$$\int_{0}^{\infty}\frac{t^{-p}\log(t)}{t-1}dt =\frac{\pi^2}{\sin^2(\pi p)}\tag{4}$$

And this yields the result:

$$I = \frac{1}{4}\int_0^{\infty}\frac{t^{\frac{\alpha-1}{2}}\log(t)}{1-t}dt = -\frac{\pi^2}{4\cos^2(\frac{\pi\alpha}{2})}$$

As an exercise you can verify that analytically continuing the other way around by taking the branch cut on, say, the positive imaginary axis, yields the same result. To set $r$ to $-1$, you then have to put $r = \exp(-i\pi)$.

If we instead try to analytically continue $r$ to some other point on the negative real axis, then the result will depend on which way around the branch point we move to get there. Unlike in the case of $r = -1$ which only produces a removable singularity, for other negative values, the integrand will have a pole. But since by Cauchy's theorem we're always free to deform the integration contour from 0 to infinity in any way we like as long as we don't cross any singularities, we can just make an indentation in the integration contour to make room for the pole that will arrive there. The way the integral then depends on $r$ won't have any singularities right until the point $r$ is put on the negative real axis.

So, this is then clearly the correct analytic continuation. However, it's then also clear that if we analytically continue $r$ the other way around, the indentation in the contour will have to be made in the opposite direction.

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Note the real valued function $\dfrac{\log x}{x-1} \to -1$ as $x \to 1$ and also $x^{\alpha} \log x \to 0$ as $x \to 0^+.$

So the function $f(x) = \dfrac{x^{\alpha}}{1+x}\dfrac{\log x}{1-x}$ has removable discontinuities at $0^+$ and $1$ and can be considered continuous on $0 \leq x < \infty$.

Choose any $0 < \epsilon < 1 < \delta$.

Then upon the substitution $x = e^t$ we have $$\int_{\epsilon}^{\delta} \dfrac{x^\alpha \log x}{1-x^2} dx = \int_{-\log(1/\epsilon)}^{\log \delta}\dfrac{te^{t(\alpha+1)}}{1-e^{2t}}dt.$$ Since $-\log(1/\epsilon) \to -\infty$ as $\epsilon \to 0^+$ and $\log \delta \to \infty$ as $\delta \to \infty$ it is sufficient to show the improper integral $$I=\int_{-\infty}^{\infty}\dfrac{te^{t(\alpha+1)}}{1-e^{2t}}dt\, \colon = \lim_{\substack{R\to\infty \\ S\to\infty}}\int_{-R}^{S}\dfrac{te^{t(\alpha+1)}}{1-e^{2t}}dt$$ exists, and if it does then its value $I$ is the required answer.

Consider the complex function $f(z) = \dfrac{ze^{z(\alpha+1)}}{1-e^{2z}}.$ Then $f$ has a removable singularity at $0$ and simple poles at $k\pi\mathbb{i}$ where $k \in \mathbb{Z} - \{0\}$.

Choose $R > 0$ and $S > 0$ sufficiently large and consider the contour $\gamma = \gamma_1 + \gamma_2 + \gamma_3 + \gamma_4$ below.

Contour for evaluating integral

Let $\beta = \alpha + 1.$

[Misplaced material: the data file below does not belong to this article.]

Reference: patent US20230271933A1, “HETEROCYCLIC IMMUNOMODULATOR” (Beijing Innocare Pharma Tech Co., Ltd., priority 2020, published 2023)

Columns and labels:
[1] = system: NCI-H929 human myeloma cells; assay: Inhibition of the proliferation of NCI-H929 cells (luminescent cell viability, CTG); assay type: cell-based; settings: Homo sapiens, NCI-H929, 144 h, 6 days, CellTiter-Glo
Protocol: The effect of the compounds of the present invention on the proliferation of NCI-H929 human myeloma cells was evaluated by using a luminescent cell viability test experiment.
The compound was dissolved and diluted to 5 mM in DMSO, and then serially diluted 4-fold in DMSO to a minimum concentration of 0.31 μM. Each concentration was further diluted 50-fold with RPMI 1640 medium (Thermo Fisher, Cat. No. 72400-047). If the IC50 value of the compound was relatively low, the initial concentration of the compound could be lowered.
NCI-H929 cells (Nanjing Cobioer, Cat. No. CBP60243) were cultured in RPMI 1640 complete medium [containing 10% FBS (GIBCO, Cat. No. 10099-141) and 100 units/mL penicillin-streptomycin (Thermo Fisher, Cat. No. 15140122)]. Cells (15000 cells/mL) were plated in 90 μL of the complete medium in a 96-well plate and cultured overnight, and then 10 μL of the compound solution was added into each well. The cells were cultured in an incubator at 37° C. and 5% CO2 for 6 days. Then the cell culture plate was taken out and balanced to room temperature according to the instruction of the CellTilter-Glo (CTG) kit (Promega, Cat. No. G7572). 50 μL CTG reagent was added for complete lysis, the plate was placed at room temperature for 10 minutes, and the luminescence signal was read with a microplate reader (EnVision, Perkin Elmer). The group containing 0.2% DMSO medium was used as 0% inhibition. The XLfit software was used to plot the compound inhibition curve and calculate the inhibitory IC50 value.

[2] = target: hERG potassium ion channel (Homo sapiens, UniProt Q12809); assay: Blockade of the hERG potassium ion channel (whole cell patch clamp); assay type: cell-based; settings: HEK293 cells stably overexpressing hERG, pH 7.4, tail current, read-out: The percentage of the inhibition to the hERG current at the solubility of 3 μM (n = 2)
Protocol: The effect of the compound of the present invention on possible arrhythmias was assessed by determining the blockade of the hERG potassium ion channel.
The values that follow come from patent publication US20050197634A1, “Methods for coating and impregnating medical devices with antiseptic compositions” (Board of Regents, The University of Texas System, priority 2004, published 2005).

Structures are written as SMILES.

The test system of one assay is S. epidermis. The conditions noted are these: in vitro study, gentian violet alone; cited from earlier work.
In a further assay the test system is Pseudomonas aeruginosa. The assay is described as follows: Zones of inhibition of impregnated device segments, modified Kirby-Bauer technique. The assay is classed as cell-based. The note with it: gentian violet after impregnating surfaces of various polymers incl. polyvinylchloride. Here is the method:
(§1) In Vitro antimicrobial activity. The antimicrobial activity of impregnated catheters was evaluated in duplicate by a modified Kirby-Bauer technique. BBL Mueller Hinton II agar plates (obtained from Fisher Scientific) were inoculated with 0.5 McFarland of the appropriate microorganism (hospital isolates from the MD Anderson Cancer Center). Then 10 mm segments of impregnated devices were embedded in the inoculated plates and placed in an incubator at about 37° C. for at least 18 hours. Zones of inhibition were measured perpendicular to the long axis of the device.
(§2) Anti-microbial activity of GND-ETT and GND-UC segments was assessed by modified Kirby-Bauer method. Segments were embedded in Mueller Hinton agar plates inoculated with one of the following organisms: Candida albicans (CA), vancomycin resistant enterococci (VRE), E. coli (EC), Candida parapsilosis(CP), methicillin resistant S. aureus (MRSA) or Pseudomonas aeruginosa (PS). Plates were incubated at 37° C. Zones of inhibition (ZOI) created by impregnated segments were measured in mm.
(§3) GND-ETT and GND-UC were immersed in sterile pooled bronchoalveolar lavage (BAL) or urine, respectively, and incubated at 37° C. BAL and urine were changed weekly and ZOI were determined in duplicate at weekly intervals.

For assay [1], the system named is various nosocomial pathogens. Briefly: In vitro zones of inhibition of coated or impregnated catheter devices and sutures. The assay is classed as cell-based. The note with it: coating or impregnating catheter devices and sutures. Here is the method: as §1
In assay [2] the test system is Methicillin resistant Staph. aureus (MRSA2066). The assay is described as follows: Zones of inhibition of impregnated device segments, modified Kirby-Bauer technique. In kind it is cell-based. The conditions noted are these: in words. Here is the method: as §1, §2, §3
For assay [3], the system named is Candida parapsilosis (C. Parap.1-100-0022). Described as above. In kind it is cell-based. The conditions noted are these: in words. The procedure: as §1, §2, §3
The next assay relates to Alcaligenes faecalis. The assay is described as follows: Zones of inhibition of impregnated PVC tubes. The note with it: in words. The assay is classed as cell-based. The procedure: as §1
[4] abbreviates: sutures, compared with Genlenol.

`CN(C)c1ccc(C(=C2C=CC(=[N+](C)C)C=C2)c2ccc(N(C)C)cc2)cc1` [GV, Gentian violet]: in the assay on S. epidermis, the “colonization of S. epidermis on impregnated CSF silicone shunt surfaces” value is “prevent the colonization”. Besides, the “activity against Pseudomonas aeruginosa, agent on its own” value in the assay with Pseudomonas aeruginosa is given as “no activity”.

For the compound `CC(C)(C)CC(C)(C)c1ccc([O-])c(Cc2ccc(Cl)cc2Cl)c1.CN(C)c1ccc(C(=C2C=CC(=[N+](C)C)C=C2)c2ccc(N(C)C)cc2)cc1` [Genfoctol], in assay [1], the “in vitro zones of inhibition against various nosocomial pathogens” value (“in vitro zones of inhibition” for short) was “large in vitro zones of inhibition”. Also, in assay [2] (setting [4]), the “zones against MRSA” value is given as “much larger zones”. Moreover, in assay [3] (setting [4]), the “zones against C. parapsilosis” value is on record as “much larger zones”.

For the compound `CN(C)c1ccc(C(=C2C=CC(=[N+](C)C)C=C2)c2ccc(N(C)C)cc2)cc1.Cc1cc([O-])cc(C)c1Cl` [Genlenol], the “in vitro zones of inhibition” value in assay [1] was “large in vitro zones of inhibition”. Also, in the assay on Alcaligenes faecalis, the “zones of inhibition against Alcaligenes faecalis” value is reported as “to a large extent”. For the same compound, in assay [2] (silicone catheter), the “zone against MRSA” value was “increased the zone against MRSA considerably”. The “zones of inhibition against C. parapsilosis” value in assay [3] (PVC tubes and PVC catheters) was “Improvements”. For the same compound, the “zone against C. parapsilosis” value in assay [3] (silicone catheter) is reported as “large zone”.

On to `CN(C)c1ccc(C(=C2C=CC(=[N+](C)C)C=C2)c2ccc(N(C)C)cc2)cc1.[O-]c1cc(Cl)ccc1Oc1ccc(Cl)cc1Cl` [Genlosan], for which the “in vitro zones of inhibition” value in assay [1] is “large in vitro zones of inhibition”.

We have $$\int_{\gamma_1}f(z)dz = \int_{-R}^S\dfrac{te^{t\beta}}{1-e^{2t}}dt.$$

$$|\int_{\gamma_2}f(z)dz| \leq \sup_{0 \leq t \leq 3\pi/2} |\dfrac{(S+i t)e^{(S+i t)\beta}}{1-e^{2(S+i t)}}| \times \text{length}(\gamma_2) \leq \frac{3\pi}{2} \times \dfrac{(S+3\pi/2)e^{S\beta}}{e^{2S}-1} \to 0 \text{ as } S \to \infty$$ as $\beta < 2$.

Similarly $$|\int_{\gamma_4}f(z)dz| \leq \sup_{0 \leq t \leq 3\pi/2} |\dfrac{(-R+i t)e^{(-R+i t)\beta}}{1-e^{2(-R+i t)}}| \times \text{length}(\gamma_4) \leq \frac{3\pi}{2} \times \dfrac{(R+3\pi/2)e^{-R\beta}}{1-e^{-2R}} \to 0 \text{ as } R \to \infty$$ since $\beta > 0.$

$$ \begin{align} -\int_{\gamma_3}f(z)dz &= \int_{-R}^S\dfrac{(t+i\frac{3\pi}{2})e^{\beta(t+i \frac{3\pi}{2})}}{1-e^{2(t+i \frac{3\pi}{2})}}dt\\ &= e^{i \frac{3\pi\beta}{2} }\left( \int_{-S}^R \dfrac{t e^{t\beta}}{1+e^{2t}}dt + \frac{3 \pi i}{2}\int_{-R}^{S} \frac{e^{t\beta}}{1+e^{2t}}dt \right) . \end{align} $$

Upon the substitution $t = \log x/2$ we have $$ \int_{-R}^{S} \frac{e^{t\beta}}{1+e^{2t}}dt = \frac{1}{2}\int_{e^{-2R}}^{e^{2S}} \frac{x^{\beta/2 - 1}}{1+x}dx. $$ Letting $R,S \to \infty$ we have $$ \int_{-\infty}^{\infty}\frac{e^{t\beta}}{1+e^{2t}}dt =\frac{1}{2}\int_{0}^{\infty} \frac{x^{\beta/2 - 1}}{1+x}dx = \frac{\pi}{2}\operatorname{cosec}(\frac{\pi\beta}{2}),\label{e:1} \tag{*} $$ where have used the well known integral identity $\int_{0}^{\infty} \frac{x^{a-1}}{1+x}dx = \pi \operatorname{cosec}{\pi a}$ for $0 < a < 1$, note that $0 < \beta/2 < 1$.

Differentiating both sides of $\eqref{e:1}$ with respect to $\beta$ we get $$ \int_{-\infty}^{\infty}\frac{te^{t\beta}}{1+e^{2t}}dt = -\frac{\pi^2}{4}\operatorname{cosec}(\frac{\pi\beta}{2})\cot(\frac{\pi\beta}{2}). \label{e:2} \tag{+} $$ ($\eqref{e:2}$ can also be verified using contour integration)

So as $R,S \to \infty$ we have $$ -\int_{\gamma_3} f(z) dz \to e^{i \frac{3\pi\beta}{2} } \left( -\frac{\pi^2}{4}\operatorname{cosec}(\frac{\pi\beta}{2})\cot(\frac{\pi\beta}{2}) + \frac{3\pi^2 i}{4}\operatorname{cosec}(\frac{\pi\beta}{2})\right). $$

From the residue theorem we also have for all $R,S > 0$ $$ \int_{\gamma}f(z)dz = 2\pi i \times \frac{ \pi i e^{\pi i \beta} }{-2} = \pi^2 e^{i \pi \beta}. $$

This shows $$I = \lim_{\substack{R \to \infty \\ S \to \infty}} \int_{-R}^{S} \dfrac{te^{\beta t}}{1-e^{2t}}dt$$ exists and we have

$$I -e^{i \frac{3\pi\beta}{2} } \left( -\frac{\pi^2}{4}\operatorname{cosec}(\frac{\pi\beta}{2})\cot(\frac{\pi\beta}{2}) + \frac{3\pi^2 i}{4}\operatorname{cosec}(\frac{\pi\beta}{2})\right) = \pi^2 e^{i \pi \beta}.$$

Comparing reals sides of LHS and RHS above we get $$ I + \frac{\pi^2}{4}\cos(\frac{3\pi\beta}{2}) \operatorname{cosec}(\frac{\pi\beta}{2})\cot(\frac{\pi\beta}{2})+\frac{3\pi^2}{4}\sin(\frac{3\pi\beta}{2})\operatorname{cosec}(\frac{\pi\beta}{2}) = \pi^2 \cos(\pi \beta), $$ or, $$I = \pi^2\cos(\pi\beta) - \frac{\pi^2}{4}\cos(\frac{3\pi\beta}{2}) \operatorname{cosec}(\frac{\pi\beta}{2})\cot(\frac{\pi\beta}{2})-\frac{3\pi^2}{4}\sin(\frac{3\pi\beta}{2})\operatorname{cosec}(\frac{\pi\beta}{2}), $$ which would probably simplify further.